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Ipswich and Colchester hospitals merger plan to be unveiled in July

PUBLISHED: 14:59 22 December 2017 | UPDATED: 14:59 22 December 2017

Ipswich and Colchester Hospitals with Nick Hulme. Picture: ARCHANT

Ipswich and Colchester Hospitals with Nick Hulme. Picture: ARCHANT

Archant

Details for a merger between Ipswich and Colchester hospitals are set to be revealed in the next six months as a full business case is on track for July.

Earlier this week a survey was launched asking members of the public for their thoughts on the two options for the combined trust’s new name: Colchester and Ipswich NHS Foundation Trust or East Suffolk and North Essex NHS Foundation Trust.

Chief executive Nick Hulme stressed that the name of the umbrella trust would not change the identity of each hospital, which would remain by their current names, and said that merger plans had been progressing well.

“We are starting to pull together the structural strategy and look at the ways we want to work together. We are taking a step back and seeing what we do well at Colchester and Ipswich,” he said.

“We are still on track to get the full business case in April time and it will be presented at the beginning of July.”

As part of the planning stages, staff across all departments will be consulted, while assessments of each hospital’s strengths and limitations is also being looked at to see how the merger can improve services for both patients and the hospitals.

Bosses are also looking at where areas can be streamlined, or in some cases where primary or community care may be more appropriate.

It has not yet been decided if each hospital will be a hub for certain types of services that the other won’t, but Mr Hulme said that patient care would come first.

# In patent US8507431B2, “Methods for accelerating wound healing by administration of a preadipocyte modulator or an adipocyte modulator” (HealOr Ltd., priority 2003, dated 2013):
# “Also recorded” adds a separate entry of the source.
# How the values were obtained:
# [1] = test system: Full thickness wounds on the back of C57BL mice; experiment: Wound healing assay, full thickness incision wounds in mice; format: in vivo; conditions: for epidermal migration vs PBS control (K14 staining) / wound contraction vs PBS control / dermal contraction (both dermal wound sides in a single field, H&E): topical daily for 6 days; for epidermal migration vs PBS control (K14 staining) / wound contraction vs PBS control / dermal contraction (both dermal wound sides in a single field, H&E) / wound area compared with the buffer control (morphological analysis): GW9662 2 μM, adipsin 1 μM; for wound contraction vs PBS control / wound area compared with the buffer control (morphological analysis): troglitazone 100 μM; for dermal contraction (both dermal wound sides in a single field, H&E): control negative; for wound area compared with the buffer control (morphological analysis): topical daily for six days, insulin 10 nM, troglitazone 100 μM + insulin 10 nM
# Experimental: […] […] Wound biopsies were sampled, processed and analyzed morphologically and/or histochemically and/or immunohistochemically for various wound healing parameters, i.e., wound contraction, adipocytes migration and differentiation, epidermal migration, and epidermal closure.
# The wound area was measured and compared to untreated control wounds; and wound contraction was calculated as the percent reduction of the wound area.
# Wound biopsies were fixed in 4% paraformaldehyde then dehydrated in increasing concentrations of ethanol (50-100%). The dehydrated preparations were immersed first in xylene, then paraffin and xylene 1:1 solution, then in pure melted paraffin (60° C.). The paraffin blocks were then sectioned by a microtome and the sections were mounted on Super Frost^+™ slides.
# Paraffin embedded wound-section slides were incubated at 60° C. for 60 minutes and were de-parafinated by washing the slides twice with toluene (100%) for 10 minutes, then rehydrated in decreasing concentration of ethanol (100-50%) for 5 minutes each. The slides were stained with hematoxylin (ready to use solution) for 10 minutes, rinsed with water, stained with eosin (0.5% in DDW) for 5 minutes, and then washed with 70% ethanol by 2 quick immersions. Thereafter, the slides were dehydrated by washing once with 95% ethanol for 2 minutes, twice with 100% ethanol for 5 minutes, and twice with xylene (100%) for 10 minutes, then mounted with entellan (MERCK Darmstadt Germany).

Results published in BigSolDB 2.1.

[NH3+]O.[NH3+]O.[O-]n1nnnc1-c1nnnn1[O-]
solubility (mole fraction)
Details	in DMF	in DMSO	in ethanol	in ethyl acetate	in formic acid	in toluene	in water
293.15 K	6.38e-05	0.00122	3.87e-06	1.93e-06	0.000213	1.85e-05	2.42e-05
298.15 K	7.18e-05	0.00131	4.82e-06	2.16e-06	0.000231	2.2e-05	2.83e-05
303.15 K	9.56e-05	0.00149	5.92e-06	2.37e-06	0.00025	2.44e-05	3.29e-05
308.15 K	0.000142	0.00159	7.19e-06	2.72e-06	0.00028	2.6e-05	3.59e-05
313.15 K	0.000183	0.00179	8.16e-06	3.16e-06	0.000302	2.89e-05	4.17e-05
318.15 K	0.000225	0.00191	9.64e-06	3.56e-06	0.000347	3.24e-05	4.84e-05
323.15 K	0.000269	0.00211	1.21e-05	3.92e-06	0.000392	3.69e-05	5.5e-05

“If you are asking patients to travel a little further then there has to be a very clear benefit in terms of quicker access to care rather than just for our own convenience,” he added.

It is hoped the merger will reduce the number of patients having to go outside of the county for certain conditions.

Merger plans are also allowing the opportunity for bosses to see where joint services can save money which can be utilised elsewhere in the hospital budget.

Under the plans, Ipswich would become part of a foundation trust, which means that while it is still part of the NHS and run to the same standards it is free from central government control.

Staff and patients generally have a larger say in the running of a foundation trust. Colchester Hospital became a foundation trust in 2008.

Merger survey

Hospital chief executive Nick Hulme has stressed that the name of the merged NHS trust for Colchester and Ipswich hospitals will not impact on their identities.

A survey launched online is asking for patients and staff to vote for their favourite of the two names for the merged trust, but the two hospitals will still go by the names of Colchester hospital and Ipswich Hospital.

Mr Hulme said feedback had been largely positive, but eased fears that the establishments would lose their identities.

“There are a few people worried about the identities of the hospitals, which is why we are saying it won’t be lost,” he said.

“We have guidelines to follow nationally [for the trust name] so we are gathering people’s views.

“I think the important thing is the names of the hospitals won’t change, so it will be Ipswich Hospital as part of the larger trust.”

The survey closes in January.

To take part visit the online survey page here.

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